January 15, 2021

7 Media Recommendations Brands Must Implement in 2021

By Matthew Tilley
Categories

• 2020 certainly did a number on how brands engaged their target audiences.
• With a new year upon us, those changes shouldn’t be disregarded — they need to be folded into each company’s overall marketing approach.
• Here, a group of our client strategy experts will deliver recommendations on how brands can modify their media approaches and maximize effectiveness in 2021.

The pandemic had an undeniable impact on consumer attitudes, behaviors, and spending habits. Brands and retailers pivoted in response, adjusting quickly to accommodate the acceleration of existing trends and enhance consumer engagement through it all.

But that was 2020 — a year to be remembered and analyzed, but one that most of us are glad to have in the rearview mirror.

As we enter a new year, you should be proud that you weathered a tough storm. At the same time, you should embrace the fact that the time of reaction to circumstances is over.

In 2021, marketing winners will be those who take control of their own destinies, demanding excellence and precision from their tools and vendors while pushing bravely forward with confidence and optimism.

To encourage you along that path, I sought advice from my colleagues in client strategy, a group of consultants with expertise in all of the verticals that we serve. The result of those conversations is this definitive list of the seven most important media recommendations every brand should consider implementing:

1. Keep your foot on the pedal.

Many brands make the mistake of cutting marketing budgets during times of uncertainty. That would be a sensible choice — there’s nothing wrong with reducing risk as much as possible — if only we weren’t talking about marketing. Done correctly, marketing is never an extraneous expense. And without effective consumer engagement, you will eventually have no customer base.

Take the home furnishings category, for example. Chip West, Valassis’ director of client strategy for retail, found that December furniture and home furnishings stores finished the year on a high note, up 3.1% from the same period a year ago, posting the seventh consecutive monthly gain after pandemic lows during the spring lockdown. A large part of this is due to a surge in 2019 home sales (up about 27% from the prior year), as new homeowners spend a significant amount on furnishings and décor within the first few months of ownership.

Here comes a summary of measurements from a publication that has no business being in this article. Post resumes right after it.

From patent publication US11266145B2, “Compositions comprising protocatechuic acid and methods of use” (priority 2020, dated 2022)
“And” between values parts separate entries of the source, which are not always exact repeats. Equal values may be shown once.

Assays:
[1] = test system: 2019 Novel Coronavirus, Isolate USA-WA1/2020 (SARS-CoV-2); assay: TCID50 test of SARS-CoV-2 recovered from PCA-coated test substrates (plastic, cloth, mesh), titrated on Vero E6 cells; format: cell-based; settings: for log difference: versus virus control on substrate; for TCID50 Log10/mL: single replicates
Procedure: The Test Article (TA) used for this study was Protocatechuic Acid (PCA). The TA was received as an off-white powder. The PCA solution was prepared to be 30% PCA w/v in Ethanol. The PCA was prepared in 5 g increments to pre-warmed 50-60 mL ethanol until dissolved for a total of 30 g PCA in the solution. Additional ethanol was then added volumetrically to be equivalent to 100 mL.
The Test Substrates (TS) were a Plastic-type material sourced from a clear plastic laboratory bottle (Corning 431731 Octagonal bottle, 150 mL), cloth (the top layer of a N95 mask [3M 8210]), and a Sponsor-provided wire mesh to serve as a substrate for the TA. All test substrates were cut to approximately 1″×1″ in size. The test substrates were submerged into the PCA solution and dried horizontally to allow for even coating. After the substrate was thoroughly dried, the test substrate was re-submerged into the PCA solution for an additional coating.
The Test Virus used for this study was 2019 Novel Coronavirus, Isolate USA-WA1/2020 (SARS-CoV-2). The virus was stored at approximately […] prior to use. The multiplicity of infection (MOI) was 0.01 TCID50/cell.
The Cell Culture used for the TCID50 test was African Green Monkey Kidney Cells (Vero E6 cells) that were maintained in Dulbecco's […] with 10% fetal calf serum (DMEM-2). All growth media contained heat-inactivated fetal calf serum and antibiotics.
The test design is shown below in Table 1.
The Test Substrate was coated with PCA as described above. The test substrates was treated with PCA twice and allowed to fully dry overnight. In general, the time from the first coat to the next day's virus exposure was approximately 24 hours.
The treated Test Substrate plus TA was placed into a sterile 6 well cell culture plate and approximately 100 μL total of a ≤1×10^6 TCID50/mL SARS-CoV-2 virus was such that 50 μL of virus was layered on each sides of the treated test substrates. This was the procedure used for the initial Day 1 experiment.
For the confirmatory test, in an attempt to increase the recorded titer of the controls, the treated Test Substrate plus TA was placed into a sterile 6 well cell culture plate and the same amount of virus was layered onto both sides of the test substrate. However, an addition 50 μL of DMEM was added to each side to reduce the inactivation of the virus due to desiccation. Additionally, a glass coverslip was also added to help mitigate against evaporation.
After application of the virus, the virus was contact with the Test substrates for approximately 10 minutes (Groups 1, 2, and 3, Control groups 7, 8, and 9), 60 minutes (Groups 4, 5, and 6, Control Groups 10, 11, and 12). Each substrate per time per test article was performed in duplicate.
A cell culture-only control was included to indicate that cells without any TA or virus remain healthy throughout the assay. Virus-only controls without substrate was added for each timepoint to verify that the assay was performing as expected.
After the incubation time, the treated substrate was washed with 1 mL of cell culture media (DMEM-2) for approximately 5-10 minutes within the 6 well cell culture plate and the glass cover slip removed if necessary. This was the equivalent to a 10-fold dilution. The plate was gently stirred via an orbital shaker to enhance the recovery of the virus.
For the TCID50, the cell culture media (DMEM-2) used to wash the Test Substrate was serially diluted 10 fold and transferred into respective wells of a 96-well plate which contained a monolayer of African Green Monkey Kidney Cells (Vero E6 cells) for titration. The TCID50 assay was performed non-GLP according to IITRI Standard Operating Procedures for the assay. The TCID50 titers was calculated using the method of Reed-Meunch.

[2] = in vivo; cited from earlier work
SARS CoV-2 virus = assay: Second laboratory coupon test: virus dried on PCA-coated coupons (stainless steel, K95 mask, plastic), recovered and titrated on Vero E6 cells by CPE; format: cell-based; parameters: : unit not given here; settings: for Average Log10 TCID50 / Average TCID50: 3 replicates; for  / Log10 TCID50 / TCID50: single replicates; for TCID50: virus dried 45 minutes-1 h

Beyond that, a large chunk of home sales come from consumers under the age of 35, who now have a homeownership rate of nearly 41%. These consumers are right on the cusp of their peak buying power.

How and to whom you market in 2021 might evolve, but it should by no means stop. In fact, your optimistic approach to marketing will likely be refreshing to consumers who are weary and worn from the pandemic’s economic fallout. Your presence and persistence will pay off.

2. Add some new tricks to your playbook.

If there were a silver lining to 2020, it would be that the events of the year have given brands a chance to refresh their marketing playbooks and embrace a full complement of omnichannel marketing tactics.

A consistently effective but often overlooked tactic is direct mail. With more people at home, direct mail marketing had a bit of resurgence in 2020. Specifically, the Valassis Consumer Behavior and Media Consumption Survey from the week of April 27, 2020, found that 30% of consumers are spending more time reading mail ads since the start of the pandemic. That same survey found that 37% are more excited to receive mail. With the stay-at-home mentality likely to continue well into the new year, there is still an opportunity to “own” the mailbox.

Most marketing tactics work best when brands have a unique offer specific to the target audience. That will be even more true in 2021, as Valassis research found 46% of consumers are more interested in deals, coupons, or promotions than before the pandemic. Now is the time to personalize the message and target the promotion — perhaps a free trial for new buyers or a percentage off for existing buyers to influence, engage, and retain.

consumer promotions

Finally, omnichannel marketing works best when you connect both analog and digital efforts — that’s where the real magic happens. This approach can really fuel consumer spending. Consider following up a mailer with dynamic creative, interactive push notifications, or influencer marketing that reaches and speaks directly to a customer segment.

According to Aimee Englert, Valassis’ executive director of client strategy for CPG, no campaign is complete without connected TV (CTV) ads. Consumers are spending more time streaming video across their devices — up 50% just in the first six months of the pandemic (Amobee) — and CTV ads are a proven way to amplify print promotions and drive sales lift. You get bonus points for making the ads “shoppable,” turning the awareness tactic of TV ads into a conversion tool.

But that’s just the tip of the marketing iceberg. Direct mail or CTV can be used in conjunction with in-store experiences, social influencer campaigns, and a bevy of other omnichannel marketing approaches. Now is a great time to experiment.